There is an art to good hairstyling. And when it comes to vintage-era looks, it’s hard to top Tony Medina of His Vintage Touch, who creates sculptured looks with perfect waves that are authentic to periods from the ‘20s to the ‘60s. He did an amazing set on me recently, see the photo on Instagram.
And while everyone who loves retro-inspired looks wishes they could get their hair done by Tony every time they go out (he takes appointments at Pinup Girl Boutique in Burbank), most of the time we have to tackle this daunting task at home. For that reason, Tony taught a class at the PUG Boutique on how to do a few different sets.
The sold-out, three 1/3 hour tutorial was packed with 50 eager learners, many who know of him through his work for the photo shoots for Pinup Girl Clothing. We were treated to Tony’s great hair tips and delightful, and sometimes naughty, personality. He did three different looks: victory rolls, side-swept waves and pageboy.
Here are the transformations
Here’s what I learned:
What you need:
- Curling iron – Tony used a ¾’ Hot Tool Curling Iron
- Teasing comb
- Teasing brush
- Wide-tooth comb
- Lots of hairspray
Every set starts with a proper pin-curl set. For time’s sake and the smoothest curls, use a curling iron – curl hair and pin with curls all doing downward. Let cool.
Curl with iron root to end, release then wrap around fingers and pin the curl standing for more volume.
Tony says he prefers curling iron sets over wet sets because they are faster and heat holds the set better. He says he’s not a fan of complicated wet sets that tell you to face the curls in all different directions. He uses this one set on all of his looks.
Sets work best on dirty hair (1-2 days since shampooing), clean hair that’s never been colored or bleached is harder to hold in a set – hair needs texture.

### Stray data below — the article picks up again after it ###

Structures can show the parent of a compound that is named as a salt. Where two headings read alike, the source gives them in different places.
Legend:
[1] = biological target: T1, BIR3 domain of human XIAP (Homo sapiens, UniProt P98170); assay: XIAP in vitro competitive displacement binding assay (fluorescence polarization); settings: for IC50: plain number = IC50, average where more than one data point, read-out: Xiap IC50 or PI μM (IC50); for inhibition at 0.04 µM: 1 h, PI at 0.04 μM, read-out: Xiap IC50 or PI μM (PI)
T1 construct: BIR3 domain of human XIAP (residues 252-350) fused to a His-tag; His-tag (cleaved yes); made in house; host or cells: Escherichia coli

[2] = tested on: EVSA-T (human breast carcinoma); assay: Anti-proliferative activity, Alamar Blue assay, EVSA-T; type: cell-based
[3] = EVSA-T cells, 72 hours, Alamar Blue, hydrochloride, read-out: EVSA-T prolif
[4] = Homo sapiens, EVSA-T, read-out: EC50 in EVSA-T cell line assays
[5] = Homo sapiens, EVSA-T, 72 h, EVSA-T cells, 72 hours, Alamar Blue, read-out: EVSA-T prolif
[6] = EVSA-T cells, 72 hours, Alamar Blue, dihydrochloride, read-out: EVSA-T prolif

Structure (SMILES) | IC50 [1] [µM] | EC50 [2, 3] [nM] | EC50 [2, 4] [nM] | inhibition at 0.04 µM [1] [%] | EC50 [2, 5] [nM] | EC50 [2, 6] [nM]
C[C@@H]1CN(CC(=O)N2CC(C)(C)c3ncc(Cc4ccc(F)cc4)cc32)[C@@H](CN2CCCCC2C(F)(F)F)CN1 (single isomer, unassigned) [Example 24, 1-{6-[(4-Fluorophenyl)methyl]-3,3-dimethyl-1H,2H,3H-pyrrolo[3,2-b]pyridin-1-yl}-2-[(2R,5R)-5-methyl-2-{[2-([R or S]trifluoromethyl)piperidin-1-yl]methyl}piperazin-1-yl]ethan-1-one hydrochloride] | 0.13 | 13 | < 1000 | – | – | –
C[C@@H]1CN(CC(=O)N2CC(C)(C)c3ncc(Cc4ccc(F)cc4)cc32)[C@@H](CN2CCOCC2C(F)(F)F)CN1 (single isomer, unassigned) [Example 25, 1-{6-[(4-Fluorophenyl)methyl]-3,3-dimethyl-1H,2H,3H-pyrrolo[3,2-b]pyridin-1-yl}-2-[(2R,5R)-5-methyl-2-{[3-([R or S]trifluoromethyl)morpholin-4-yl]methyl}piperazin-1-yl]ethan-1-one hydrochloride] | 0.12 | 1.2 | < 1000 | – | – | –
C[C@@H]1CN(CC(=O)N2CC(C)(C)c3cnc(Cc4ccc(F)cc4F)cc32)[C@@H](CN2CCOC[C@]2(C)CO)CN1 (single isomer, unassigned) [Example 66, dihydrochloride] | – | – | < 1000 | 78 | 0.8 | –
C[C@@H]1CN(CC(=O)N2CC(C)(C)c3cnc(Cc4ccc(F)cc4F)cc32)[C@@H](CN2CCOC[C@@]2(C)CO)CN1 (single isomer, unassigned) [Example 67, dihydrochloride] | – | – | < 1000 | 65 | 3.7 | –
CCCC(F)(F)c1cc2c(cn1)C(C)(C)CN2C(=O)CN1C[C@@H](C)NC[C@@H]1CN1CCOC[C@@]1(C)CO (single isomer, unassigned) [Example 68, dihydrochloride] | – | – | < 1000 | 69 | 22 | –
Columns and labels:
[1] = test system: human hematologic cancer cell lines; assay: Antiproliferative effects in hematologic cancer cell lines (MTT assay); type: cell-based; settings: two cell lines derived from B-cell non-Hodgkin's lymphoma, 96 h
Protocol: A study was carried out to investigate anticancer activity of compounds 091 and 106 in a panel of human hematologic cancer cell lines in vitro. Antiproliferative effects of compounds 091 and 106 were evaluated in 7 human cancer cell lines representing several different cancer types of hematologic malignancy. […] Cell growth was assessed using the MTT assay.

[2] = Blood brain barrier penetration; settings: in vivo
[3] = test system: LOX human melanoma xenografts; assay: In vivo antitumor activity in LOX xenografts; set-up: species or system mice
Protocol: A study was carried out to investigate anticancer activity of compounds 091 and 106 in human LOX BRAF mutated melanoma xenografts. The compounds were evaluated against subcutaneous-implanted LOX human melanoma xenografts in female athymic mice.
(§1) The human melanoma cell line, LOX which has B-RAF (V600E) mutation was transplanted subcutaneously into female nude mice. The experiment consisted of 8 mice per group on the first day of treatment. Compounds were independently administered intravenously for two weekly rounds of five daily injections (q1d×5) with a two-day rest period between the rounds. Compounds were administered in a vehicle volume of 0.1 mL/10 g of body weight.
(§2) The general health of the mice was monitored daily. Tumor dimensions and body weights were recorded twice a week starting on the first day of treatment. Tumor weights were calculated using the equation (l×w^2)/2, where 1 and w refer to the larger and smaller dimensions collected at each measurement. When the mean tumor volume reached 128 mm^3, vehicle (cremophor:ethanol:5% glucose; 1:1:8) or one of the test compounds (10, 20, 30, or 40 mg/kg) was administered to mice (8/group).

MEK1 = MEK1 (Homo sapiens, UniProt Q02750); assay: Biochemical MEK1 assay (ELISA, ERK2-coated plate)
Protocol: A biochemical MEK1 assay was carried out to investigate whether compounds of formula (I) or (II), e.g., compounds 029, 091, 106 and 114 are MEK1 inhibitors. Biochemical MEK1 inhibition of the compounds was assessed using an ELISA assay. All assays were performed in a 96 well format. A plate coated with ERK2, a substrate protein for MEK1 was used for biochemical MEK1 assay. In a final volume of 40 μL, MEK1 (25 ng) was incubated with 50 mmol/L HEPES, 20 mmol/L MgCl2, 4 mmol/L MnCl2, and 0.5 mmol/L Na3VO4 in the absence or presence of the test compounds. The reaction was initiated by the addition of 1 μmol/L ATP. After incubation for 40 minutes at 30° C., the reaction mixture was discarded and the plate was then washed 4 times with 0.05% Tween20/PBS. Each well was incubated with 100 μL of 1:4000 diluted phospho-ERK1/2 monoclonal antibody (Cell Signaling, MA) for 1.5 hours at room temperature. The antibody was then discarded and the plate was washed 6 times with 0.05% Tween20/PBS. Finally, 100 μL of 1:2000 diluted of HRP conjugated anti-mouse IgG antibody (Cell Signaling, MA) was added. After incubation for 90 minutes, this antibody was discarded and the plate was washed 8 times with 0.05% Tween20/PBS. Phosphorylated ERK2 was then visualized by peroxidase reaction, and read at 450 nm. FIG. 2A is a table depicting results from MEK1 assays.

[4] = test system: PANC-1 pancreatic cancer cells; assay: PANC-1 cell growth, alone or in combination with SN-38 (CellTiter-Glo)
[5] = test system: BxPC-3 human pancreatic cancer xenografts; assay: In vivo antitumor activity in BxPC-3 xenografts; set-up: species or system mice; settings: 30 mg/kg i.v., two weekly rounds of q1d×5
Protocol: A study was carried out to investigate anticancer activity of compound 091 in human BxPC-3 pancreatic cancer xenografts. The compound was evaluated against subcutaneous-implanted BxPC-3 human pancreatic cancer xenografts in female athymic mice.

After you comb the curls out, if the roots are fizzy or you have naturally kinky hair, use a small flat iron to smooth the roots.
For bangs, use a small curling iron to curl them back into the shape of set.
After pulling out the curls, it’s all about the comb out, then massive teasing.
Teasing should start at scalp should go all the way up, except the very end to keep the curl. Sections should be teased so you can’t see through it. Mist with light hairspray.
Smooth the top of teasing with a teasing brush, then sculpt and smooth with your hands. Shape front curl with fingers and pointy end of teasing comb.
Sculpt curls and pin into them so you don’t see the bobby pin.
Top wave should be eyebrow arch to arch to be symmetrical with the face.
Duck clips are your friend – use them to hold the front waves and back “drop-crown” in place for a few minutes.
A good set can last for three days with three different styles like these. First should be a tight curl look because it continues to hold the set, next can be looser, then a brushed out wavy look.
A little bit about Tony:
His looks are authentic to the era, not retro.
He went to beauty school but says it was the worst year of his life. He learned most of what he knows by looking at vintage magazines and practicing on his two sisters until he got the looks right.
He got started at Pinup Girl Clothing when Micheline Pitt saw the hairstyles he did for La Cholita on her tour with Dita Von Teese. He never wanted to work in a salon but he’s been working at the PUG Boutique ever since!
He doesn’t do haircuts so don’t ask. Just styling.
He LOVES Selena – and Gwen Stefani.
Tell Twitter to stop asking him to follow Beyonce. He does not want to follow her!
And while I can watch Tony do hair all day, my home sets are never quite as awesome. Luckily I live close enough to know I can make an appointment when I need a perfect do. That’s why he has His Vintage Touch!
Here’s to great hair days!
, His Vintage Touch
, Kastle Waserman
, Kastle Wasserman
, Micheline Pitt
, Pinup Girl Boutique
, Pinup Girl Clothing
, pinup style
, Stiletto City
, Tony Medina